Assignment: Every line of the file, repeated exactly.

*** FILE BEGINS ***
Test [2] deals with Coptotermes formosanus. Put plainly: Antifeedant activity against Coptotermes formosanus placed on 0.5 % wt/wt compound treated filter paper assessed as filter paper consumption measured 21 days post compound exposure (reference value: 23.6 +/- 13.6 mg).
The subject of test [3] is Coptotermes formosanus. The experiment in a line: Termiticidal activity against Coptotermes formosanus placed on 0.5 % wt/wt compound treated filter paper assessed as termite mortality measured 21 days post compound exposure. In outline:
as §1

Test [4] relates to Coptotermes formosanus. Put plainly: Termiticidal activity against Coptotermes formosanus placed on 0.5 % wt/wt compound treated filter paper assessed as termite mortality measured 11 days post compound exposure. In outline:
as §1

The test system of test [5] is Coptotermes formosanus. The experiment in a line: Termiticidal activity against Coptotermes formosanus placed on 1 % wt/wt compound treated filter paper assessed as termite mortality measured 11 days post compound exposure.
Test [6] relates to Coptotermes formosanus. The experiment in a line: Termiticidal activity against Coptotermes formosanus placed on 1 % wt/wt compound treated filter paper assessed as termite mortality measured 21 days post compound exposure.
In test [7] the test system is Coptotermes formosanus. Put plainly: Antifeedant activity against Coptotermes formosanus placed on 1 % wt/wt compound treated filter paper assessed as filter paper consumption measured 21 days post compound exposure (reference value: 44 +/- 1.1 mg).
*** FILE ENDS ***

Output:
Test [2] deals with Coptotermes formosanus. Put plainly: Antifeedant activity against Coptotermes formosanus placed on 0.5 % wt/wt compound treated filter paper assessed as filter paper consumption measured 21 days post compound exposure (reference value: 23.6 +/- 13.6 mg).
The subject of test [3] is Coptotermes formosanus. The experiment in a line: Termiticidal activity against Coptotermes formosanus placed on 0.5 % wt/wt compound treated filter paper assessed as termite mortality measured 21 days post compound exposure. In outline:
as §1

Test [4] relates to Coptotermes formosanus. Put plainly: Termiticidal activity against Coptotermes formosanus placed on 0.5 % wt/wt compound treated filter paper assessed as termite mortality measured 11 days post compound exposure. In outline:
as §1

The test system of test [5] is Coptotermes formosanus. The experiment in a line: Termiticidal activity against Coptotermes formosanus placed on 1 % wt/wt compound treated filter paper assessed as termite mortality measured 11 days post compound exposure.
Test [6] relates to Coptotermes formosanus. The experiment in a line: Termiticidal activity against Coptotermes formosanus placed on 1 % wt/wt compound treated filter paper assessed as termite mortality measured 21 days post compound exposure.
In test [7] the test system is Coptotermes formosanus. Put plainly: Antifeedant activity against Coptotermes formosanus placed on 1 % wt/wt compound treated filter paper assessed as filter paper consumption measured 21 days post compound exposure (reference value: 44 +/- 1.1 mg).